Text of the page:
European Ryder Cup victories have a habit of identifying unlikely heroes. Eamonn Darcy in 1987, Christy O’Connor Jr. in 1989, Philip Walton in 1995, Costantino Rocca in 1997.
Add Phillip Price and Paul McGinley.
Through the slings and arrows of outrageous fortune came the Welshman and the little man from Dublin. Price’s 3-and-2 victory over Phil Mickelson will be forever trooped out as evidence that anything can happen in 18-hole match play. Precisely what Torrance had been saying all week.
McGinley’s 9-foot par putt for a half-point with Jim Furyk and the 141⁄2 points needed for outright European victory will be replayed in Ireland for generations.
As Ryder Cup upsets go, Price defeating Mickelson was as dramatic as it gets. The Welshman came into The Belfry ranked 119th in the world. Mickelson was 117 spots above. It was David vs. Goliath on a grand scale. He was an automatic point for the United States in everyone’s book.
Price had his sports psychologist Alan Fine with him at The Belfry. Maybe it was the chat they had Sunday morning that spurred him on to play the best golf of his life against Mickelson. Maybe it was being questioned for four months why he was playing lousy. Maybe it was the guy who asked him if he thought he should withdraw from the European team.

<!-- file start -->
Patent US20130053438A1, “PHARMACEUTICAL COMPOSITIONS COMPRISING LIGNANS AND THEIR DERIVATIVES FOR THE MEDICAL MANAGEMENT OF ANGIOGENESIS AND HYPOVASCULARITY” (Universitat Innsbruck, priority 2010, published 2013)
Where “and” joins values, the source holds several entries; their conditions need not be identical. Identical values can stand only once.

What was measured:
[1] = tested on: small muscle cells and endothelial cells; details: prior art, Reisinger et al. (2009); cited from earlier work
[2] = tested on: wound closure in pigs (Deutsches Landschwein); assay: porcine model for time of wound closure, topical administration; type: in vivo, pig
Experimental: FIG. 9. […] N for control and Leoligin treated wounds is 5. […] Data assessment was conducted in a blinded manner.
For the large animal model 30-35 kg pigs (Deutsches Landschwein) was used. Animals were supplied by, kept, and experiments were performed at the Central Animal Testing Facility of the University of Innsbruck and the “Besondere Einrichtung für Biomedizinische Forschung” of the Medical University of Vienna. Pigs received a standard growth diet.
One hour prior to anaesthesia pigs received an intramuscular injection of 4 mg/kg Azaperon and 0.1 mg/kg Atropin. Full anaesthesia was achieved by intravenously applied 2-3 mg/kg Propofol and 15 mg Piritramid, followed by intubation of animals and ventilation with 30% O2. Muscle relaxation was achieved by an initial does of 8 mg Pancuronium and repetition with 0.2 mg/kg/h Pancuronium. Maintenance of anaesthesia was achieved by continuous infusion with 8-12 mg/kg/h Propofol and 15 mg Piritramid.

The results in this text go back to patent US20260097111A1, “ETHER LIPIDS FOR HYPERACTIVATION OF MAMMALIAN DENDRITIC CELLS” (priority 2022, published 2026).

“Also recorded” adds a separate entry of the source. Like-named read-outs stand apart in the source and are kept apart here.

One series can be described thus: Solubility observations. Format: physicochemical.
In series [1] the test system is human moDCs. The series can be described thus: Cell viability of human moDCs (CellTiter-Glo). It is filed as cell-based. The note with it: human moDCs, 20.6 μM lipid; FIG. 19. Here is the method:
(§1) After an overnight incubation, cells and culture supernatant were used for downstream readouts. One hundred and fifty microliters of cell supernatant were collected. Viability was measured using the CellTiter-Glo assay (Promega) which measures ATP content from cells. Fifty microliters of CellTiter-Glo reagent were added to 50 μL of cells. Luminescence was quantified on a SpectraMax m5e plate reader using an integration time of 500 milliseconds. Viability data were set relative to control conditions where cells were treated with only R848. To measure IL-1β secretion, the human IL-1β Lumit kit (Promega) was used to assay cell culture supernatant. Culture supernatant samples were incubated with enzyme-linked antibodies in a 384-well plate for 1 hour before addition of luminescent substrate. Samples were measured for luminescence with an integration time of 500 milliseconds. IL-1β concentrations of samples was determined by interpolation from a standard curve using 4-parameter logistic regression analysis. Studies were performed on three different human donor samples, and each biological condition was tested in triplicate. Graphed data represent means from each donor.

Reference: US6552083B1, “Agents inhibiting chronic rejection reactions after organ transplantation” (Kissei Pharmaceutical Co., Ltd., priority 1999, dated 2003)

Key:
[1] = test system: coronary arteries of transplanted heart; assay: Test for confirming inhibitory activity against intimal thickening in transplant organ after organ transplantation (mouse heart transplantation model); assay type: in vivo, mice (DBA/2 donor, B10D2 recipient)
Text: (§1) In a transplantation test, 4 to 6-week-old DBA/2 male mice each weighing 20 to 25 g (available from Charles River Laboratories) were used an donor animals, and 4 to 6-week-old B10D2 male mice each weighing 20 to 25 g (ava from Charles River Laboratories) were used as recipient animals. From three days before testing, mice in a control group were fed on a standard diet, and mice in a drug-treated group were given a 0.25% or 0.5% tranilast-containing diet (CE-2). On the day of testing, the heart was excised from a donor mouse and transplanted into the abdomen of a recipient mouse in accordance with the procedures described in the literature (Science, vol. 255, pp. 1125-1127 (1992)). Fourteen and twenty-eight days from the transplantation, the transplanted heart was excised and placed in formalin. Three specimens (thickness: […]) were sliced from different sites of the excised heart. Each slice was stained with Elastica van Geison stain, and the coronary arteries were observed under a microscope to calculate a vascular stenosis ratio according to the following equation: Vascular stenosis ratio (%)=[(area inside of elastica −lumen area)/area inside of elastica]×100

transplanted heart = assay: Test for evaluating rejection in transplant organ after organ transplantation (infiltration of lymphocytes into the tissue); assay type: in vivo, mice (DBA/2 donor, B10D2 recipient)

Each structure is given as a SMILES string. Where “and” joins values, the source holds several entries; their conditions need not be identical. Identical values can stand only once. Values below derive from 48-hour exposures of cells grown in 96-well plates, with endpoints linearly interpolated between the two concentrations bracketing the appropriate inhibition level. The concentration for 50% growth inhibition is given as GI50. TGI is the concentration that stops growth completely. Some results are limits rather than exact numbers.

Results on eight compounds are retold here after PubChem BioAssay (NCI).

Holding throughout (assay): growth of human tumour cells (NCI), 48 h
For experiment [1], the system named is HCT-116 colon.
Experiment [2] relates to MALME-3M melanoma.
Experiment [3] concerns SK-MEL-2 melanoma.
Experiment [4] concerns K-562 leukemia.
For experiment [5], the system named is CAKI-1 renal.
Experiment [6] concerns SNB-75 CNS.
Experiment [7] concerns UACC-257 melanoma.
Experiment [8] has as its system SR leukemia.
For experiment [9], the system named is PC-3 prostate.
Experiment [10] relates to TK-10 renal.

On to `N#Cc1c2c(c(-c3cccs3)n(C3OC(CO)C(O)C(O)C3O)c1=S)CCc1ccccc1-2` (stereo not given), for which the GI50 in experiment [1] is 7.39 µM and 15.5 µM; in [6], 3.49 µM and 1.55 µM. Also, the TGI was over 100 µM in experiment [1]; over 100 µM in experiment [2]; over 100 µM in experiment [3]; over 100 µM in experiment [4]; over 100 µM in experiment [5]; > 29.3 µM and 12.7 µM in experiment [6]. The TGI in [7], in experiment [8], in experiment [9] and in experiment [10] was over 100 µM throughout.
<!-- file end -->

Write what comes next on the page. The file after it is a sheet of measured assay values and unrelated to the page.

Price was not only 5 under when he defeated Mickelson by holing a 25-foot birdie putt on the 16th green, but he hadn’t dropped a shot. He proved that he deserved to be part of Torrance’s team.
“I’ve had quite a period of time with a lot of negativity surrounding my form,” he said. “I heard someone comment ‘Do you think you should withdraw from the Ryder Cup?’ I was quite hurt.
“Sam and the team made me feel so welcome. I got made to feel that I was part of the team and that I was going to make a contribution. That was very important to me, and it had a lot to do with what I did today.”
McGinley didn’t play as well as Price played, and in Jim Furyk he faced a guy he always had a chance against. Yet, he will go down in history as the man who won Europe the cup. The man who stroked in a gutsy 9-foot par putt for the half-point and everlasting glory.